FIA race director Niels Wittich has reintroduced the maximum time limit for all Formula 1 qualifying laps ahead of the Japanese Grand Prix.
The measure was last used at the Italian GP as drivers were backing up in the final sector of the lap to try and achieve a 'clean' lap, with the danger of collisions with near stationary cars being hit by one at full-speed, high.
In response to the incidents in practice, Wittich decided to implement a rule that meant every single lap in qualifying would be subject to the rule, and not just in-laps as is normally the case at Grands Prix.
However, for the Singapore GP, the 'all laps' rule was dropped, meaning drivers could slow down on their out-laps, which created a near-miss in Q1 with nearly half the field bunched together - and Max Verstappen receiving a summons to see the stewards for impeding Logan Sargeant, a charge he was ultimately cleared of.
In his usual pre-event notes sent to teams and drivers, Wittich confirmed the reintroduction of the 'all laps' rule at Suzuka.
"For the safe and orderly conduct of the event, other than in exceptional circumstances accepted as such by the stewards, any driver that exceeds the maximum time from the second Safety Car line to the first Safety Car line on ANY lap during and after the end of the qualifying session, including in-laps and out-laps, may be deemed to be going unnecessarily slowly," he wrote. Wittich confirmed in his event notes for drivers.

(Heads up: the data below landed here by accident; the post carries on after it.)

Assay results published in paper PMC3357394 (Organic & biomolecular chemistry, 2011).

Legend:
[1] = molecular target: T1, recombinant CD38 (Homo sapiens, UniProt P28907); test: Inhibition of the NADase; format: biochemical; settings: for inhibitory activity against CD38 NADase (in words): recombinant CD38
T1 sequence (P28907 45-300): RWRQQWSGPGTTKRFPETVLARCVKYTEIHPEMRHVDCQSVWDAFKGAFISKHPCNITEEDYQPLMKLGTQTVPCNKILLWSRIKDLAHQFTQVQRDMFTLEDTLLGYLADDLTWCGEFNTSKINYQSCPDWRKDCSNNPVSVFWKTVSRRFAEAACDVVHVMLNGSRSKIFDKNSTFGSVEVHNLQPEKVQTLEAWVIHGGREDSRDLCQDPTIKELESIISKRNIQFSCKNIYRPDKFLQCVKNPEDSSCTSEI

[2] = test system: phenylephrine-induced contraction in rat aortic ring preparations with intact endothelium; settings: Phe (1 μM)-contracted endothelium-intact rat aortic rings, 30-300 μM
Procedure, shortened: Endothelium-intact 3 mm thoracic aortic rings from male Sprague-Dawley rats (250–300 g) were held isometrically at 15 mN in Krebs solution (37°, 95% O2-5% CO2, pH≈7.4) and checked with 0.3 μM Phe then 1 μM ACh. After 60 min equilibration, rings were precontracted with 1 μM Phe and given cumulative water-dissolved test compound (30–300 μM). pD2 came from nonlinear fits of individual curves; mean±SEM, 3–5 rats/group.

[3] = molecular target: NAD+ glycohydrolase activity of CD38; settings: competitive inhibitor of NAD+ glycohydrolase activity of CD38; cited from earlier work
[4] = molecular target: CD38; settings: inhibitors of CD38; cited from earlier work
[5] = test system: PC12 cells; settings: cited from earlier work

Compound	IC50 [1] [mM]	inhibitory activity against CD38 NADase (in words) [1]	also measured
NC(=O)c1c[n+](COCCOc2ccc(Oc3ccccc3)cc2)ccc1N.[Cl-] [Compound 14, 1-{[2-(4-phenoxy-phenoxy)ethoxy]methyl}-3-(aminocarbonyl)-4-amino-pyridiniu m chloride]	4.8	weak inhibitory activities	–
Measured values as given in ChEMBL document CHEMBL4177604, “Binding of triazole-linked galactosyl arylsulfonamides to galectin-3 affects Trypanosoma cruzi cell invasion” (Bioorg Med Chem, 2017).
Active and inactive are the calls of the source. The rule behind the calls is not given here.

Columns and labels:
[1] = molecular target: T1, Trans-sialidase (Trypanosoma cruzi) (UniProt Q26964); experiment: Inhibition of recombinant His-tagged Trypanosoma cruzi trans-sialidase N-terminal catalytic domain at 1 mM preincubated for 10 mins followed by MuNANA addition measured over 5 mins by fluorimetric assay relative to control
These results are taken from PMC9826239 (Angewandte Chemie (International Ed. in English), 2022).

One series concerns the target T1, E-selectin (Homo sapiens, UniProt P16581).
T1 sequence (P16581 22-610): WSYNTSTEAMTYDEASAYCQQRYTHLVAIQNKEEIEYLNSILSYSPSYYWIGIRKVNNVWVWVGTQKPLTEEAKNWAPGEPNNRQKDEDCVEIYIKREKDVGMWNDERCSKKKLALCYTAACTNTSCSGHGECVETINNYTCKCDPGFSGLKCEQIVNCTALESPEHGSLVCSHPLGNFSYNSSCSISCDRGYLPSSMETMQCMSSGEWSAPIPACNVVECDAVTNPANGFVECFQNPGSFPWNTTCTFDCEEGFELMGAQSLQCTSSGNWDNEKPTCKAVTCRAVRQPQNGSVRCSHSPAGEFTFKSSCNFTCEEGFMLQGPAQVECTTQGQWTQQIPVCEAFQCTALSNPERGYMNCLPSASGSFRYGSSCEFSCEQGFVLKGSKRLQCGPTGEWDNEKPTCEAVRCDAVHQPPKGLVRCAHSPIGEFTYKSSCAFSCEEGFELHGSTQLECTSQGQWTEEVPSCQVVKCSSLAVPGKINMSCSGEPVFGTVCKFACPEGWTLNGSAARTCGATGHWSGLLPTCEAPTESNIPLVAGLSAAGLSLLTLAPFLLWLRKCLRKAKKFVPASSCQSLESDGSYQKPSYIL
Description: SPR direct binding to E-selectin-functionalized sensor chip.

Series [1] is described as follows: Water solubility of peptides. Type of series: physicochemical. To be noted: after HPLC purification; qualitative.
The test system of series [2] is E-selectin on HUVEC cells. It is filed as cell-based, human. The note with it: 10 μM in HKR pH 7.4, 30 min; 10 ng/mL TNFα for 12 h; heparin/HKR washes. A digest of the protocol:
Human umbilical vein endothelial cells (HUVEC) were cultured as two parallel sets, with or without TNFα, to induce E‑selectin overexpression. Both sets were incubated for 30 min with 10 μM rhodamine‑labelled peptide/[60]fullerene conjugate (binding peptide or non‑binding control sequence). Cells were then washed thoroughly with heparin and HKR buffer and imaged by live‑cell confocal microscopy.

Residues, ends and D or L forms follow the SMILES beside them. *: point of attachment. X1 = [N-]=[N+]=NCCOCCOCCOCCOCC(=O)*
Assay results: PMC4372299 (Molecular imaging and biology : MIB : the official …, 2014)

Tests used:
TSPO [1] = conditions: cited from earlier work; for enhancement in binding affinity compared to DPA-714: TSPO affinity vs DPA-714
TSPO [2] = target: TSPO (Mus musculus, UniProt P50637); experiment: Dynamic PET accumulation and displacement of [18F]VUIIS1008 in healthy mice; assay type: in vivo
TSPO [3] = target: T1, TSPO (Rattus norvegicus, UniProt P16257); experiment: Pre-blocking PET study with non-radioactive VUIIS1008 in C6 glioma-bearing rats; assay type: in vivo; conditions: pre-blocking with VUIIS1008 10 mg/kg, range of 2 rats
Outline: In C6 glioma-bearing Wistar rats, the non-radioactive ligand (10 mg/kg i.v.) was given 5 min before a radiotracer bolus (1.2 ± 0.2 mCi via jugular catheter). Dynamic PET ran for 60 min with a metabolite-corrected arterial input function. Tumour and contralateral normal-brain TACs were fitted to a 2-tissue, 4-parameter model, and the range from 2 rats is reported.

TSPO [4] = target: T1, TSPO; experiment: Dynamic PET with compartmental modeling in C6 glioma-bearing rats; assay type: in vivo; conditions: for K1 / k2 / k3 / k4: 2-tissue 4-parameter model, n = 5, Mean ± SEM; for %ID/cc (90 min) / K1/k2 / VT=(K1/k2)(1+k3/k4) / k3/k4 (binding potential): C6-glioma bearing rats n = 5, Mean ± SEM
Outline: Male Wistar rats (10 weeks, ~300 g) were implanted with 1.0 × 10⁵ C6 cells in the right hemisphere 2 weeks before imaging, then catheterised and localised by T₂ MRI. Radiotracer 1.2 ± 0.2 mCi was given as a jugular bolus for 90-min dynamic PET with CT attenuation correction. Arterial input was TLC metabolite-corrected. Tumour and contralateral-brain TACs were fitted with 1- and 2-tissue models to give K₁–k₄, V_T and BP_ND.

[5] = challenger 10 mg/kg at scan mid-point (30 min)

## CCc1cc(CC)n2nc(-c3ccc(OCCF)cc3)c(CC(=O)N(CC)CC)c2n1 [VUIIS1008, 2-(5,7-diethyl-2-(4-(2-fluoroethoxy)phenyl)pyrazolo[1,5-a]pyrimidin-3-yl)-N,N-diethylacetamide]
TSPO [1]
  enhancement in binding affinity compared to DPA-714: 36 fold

This does not mean a driver will be penalised automatically however, as should a driver be able to present overwhelming and acceptable evidence as to why they did not meet the minimum time, the stewards can opt to not issue a penalty.
This is what happened to Carlos Sainz and Charles Leclerc at Monza - where it was found that the two had gone off line to allow faster cars through unimpeded, hence exceeding the time imposed.
After the second practice session on Friday, Wittich will confirm to teams and drivers what the lap-time is that will be in force on Saturday at Suzuka.